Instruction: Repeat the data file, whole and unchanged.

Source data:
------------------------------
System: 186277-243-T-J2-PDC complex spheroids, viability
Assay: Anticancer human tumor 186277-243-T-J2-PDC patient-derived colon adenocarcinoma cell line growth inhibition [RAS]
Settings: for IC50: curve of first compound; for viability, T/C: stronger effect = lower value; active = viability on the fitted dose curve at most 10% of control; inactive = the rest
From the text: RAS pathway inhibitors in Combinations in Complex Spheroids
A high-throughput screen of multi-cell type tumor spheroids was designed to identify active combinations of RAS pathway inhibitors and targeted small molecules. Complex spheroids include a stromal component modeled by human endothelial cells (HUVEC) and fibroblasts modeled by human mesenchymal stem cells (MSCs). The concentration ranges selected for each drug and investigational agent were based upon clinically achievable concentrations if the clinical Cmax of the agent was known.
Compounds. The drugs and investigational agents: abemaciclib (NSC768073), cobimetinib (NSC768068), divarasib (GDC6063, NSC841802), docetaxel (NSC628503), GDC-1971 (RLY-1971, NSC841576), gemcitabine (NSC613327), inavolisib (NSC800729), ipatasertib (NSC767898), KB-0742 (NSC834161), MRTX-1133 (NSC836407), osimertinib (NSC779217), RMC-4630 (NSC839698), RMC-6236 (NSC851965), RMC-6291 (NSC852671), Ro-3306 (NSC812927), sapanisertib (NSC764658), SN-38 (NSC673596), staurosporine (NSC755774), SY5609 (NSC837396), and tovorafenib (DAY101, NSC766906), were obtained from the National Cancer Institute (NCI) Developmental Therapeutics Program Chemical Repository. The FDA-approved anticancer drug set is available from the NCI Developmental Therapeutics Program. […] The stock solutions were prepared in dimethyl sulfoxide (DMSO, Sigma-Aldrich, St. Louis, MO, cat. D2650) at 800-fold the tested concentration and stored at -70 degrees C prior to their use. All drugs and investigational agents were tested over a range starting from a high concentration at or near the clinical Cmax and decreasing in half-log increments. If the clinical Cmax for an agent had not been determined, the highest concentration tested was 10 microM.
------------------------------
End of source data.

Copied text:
System: 186277-243-T-J2-PDC complex spheroids, viability
Assay: Anticancer human tumor 186277-243-T-J2-PDC patient-derived colon adenocarcinoma cell line growth inhibition [RAS]
Settings: for IC50: curve of first compound; for viability, T/C: stronger effect = lower value; active = viability on the fitted dose curve at most 10% of control; inactive = the rest
From the text: RAS pathway inhibitors in Combinations in Complex Spheroids
A high-throughput screen of multi-cell type tumor spheroids was designed to identify active combinations of RAS pathway inhibitors and targeted small molecules. Complex spheroids include a stromal component modeled by human endothelial cells (HUVEC) and fibroblasts modeled by human mesenchymal stem cells (MSCs). The concentration ranges selected for each drug and investigational agent were based upon clinically achievable concentrations if the clinical Cmax of the agent was known.
Compounds. The drugs and investigational agents: abemaciclib (NSC768073), cobimetinib (NSC768068), divarasib (GDC6063, NSC841802), docetaxel (NSC628503), GDC-1971 (RLY-1971, NSC841576), gemcitabine (NSC613327), inavolisib (NSC800729), ipatasertib (NSC767898), KB-0742 (NSC834161), MRTX-1133 (NSC836407), osimertinib (NSC779217), RMC-4630 (NSC839698), RMC-6236 (NSC851965), RMC-6291 (NSC852671), Ro-3306 (NSC812927), sapanisertib (NSC764658), SN-38 (NSC673596), staurosporine (NSC755774), SY5609 (NSC837396), and tovorafenib (DAY101, NSC766906), were obtained from the National Cancer Institute (NCI) Developmental Therapeutics Program Chemical Repository. The FDA-approved anticancer drug set is available from the NCI Developmental Therapeutics Program. […] The stock solutions were prepared in dimethyl sulfoxide (DMSO, Sigma-Aldrich, St. Louis, MO, cat. D2650) at 800-fold the tested concentration and stored at -70 degrees C prior to their use. All drugs and investigational agents were tested over a range starting from a high concentration at or near the clinical Cmax and decreasing in half-log increments. If the clinical Cmax for an agent had not been determined, the highest concentration tested was 10 microM.